Scottish Borders council has terminated its 24-year waste treatment contract with New Earth Solutions over ‘project-specific’ technology and funding issues.
The cancellation puts an end to New Earth’s proposed 60,000 tonnes-per-year capacity gasification plant in Easter Langlee near Galashiels, which had secured planning permission and draft permitting to treat waste.
The decision not to proceed with the £80 million contract comes almost four years after New Earth was signed to pre-treat domestic and commercial residual waste on behalf of Scottish Borders in April 2011.
According to the council, ‘good progress’ had been made in that time to prepare the development of the Easter Langlee plant, which included plans for a joint energy-from-waste and mechanical biological treatment facility.
The plant, which had been due to begin operations in summer 2015, would have incorporated New Earth’s patented ‘gas-to-engine’ technology, which requires only a ‘low level’ stack compared to other forms of thermal recovery technology.
The plant had received a permit for mechanical treatment of waste and the production of refuse-derived fuel.
Then in August last year, the council admitted the facility had been pushed back to ‘at least’ 2017, with plans to ‘re-profile’ the planned capital expenditure of the project and achieve a new delivery timetable (see letsrecycle.com story).
The final blow to the project came at a meeting of Scottish Borders council held yesterday (Thursday 19) when councillors unanimously approved a private report recommending the termination of the contract.
The council stated that issues concerning funding and the technology which would have been used at the plant, as well as changes to Scottish waste policy and regulations were factors in the decision.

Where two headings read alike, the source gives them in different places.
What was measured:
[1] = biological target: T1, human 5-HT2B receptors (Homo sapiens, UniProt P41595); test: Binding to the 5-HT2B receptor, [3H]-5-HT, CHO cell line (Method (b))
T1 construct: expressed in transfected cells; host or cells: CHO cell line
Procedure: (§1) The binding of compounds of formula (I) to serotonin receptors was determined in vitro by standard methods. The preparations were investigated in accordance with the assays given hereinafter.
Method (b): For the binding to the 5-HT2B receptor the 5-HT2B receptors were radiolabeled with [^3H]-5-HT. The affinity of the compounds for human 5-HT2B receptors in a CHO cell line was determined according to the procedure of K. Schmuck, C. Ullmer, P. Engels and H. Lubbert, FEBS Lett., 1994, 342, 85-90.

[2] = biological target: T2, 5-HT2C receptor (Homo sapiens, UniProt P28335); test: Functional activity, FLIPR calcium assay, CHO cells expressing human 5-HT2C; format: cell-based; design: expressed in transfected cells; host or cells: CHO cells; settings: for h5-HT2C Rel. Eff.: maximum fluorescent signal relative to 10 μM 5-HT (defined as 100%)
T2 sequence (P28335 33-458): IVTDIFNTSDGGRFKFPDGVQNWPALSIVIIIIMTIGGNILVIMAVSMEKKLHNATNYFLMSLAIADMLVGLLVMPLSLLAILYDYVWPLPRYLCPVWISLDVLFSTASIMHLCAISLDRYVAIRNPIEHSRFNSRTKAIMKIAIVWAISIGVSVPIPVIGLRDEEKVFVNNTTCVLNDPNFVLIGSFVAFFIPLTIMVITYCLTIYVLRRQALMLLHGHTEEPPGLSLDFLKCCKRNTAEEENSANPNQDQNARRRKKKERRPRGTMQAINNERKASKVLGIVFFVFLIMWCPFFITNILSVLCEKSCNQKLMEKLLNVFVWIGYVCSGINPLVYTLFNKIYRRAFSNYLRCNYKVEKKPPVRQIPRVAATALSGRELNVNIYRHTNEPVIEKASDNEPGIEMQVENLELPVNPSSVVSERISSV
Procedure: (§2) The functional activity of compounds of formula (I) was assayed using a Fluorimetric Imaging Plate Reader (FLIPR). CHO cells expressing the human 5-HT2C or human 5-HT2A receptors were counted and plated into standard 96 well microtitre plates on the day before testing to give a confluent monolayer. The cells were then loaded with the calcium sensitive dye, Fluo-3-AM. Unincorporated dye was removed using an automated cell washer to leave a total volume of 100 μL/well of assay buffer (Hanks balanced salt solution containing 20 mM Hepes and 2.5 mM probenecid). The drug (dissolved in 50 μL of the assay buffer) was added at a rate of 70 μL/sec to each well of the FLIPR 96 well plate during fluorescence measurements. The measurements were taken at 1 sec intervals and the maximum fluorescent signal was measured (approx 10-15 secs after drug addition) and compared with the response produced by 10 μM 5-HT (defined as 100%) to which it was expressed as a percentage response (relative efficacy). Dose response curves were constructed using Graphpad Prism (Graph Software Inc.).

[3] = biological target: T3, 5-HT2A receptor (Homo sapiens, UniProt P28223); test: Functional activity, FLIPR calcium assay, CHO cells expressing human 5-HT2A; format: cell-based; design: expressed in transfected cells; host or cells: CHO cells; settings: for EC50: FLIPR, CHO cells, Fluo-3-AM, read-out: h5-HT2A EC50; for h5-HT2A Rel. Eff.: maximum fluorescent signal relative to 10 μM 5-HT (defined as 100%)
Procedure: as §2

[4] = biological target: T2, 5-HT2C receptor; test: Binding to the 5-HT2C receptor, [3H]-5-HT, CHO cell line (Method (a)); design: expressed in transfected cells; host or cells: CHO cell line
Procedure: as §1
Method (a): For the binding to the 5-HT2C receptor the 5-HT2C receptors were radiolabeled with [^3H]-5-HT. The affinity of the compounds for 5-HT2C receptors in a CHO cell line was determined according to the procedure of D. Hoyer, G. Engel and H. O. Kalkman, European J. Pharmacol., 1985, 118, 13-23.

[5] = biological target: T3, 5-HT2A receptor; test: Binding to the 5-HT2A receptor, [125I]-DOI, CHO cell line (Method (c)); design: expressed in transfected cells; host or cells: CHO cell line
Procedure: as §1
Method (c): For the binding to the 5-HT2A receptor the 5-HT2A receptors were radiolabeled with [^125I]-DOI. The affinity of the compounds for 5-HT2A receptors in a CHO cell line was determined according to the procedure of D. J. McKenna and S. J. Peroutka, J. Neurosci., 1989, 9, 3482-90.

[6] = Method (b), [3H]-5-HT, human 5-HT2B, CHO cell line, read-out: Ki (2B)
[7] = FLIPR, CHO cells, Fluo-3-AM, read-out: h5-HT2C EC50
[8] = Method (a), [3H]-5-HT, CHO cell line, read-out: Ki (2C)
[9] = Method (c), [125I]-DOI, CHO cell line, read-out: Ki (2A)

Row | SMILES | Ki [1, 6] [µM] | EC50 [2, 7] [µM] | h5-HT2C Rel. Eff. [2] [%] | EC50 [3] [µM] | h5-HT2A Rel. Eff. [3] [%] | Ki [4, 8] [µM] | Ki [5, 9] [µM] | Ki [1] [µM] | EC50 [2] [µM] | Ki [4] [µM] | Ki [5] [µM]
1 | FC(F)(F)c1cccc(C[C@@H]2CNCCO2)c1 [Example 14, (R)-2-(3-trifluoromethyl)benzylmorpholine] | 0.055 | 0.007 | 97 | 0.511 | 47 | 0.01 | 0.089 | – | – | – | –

In January 2014, Scotland introduced new waste regulations requiring businesses to present metal, plastic, glass, paper, card and food (if producing over 50kgs per week) for separate collection (see letsrecycle.com story).
This is to be broadened to include all businesses producing 5kg of food per week from January 2016.
Commenting on the termination, Darren Stockley, managing director of New Earth, said: “New Earth was delighted to have been awarded the contract by Scottish Borders Council in 2011 and we have invested considerable resources in developing the project.
“We have worked closely with the council’s project team on delivering an innovative solution, but some of the challenges were taking too long to resolve.
Both the council and New Earth have put in considerable effort to overcome issues related to the integrated waste management facility project, but ultimately time ran out to find a resolution.
“New Earth wishes the council every success with its future plans to reduce waste, increase recycling and divert waste from landfill. New Earth remains committed to providing sustainable waste treatment services to local authorities and the commercial sector at our six operational facilities.”
Scottish Borders will now review its Integrated Waste Management Strategy to determine how it will proceed. This will include an alternative arrangement to meet the ban on biodegradable waste to landfill by 2021.
Meanwhile, the current waste services for households in the Borders will remain unaffected and the programme to introduce food waste collections to around 24,000 homes in Galashiels – including Tweedbank, Peebles, Selkirk, Jedburgh and Hawick – will still take place during 2015.
Councillor David Parker, leader of Scottish Borders council, added: “Both the council and New Earth have put in considerable effort to overcome issues related to the integrated waste management facility project, but ultimately time ran out to find a resolution.
“The council thanks New Earth for the close working relationship both organisations have had since April 2011. Despite this setback, SBC is as committed as ever to providing Borders’ residents with a waste service which meets Scottish and EU targets, and is also sustainable for many years to come. The Council’s review of its Integrated Waste Management Strategy will ensure this is the case.”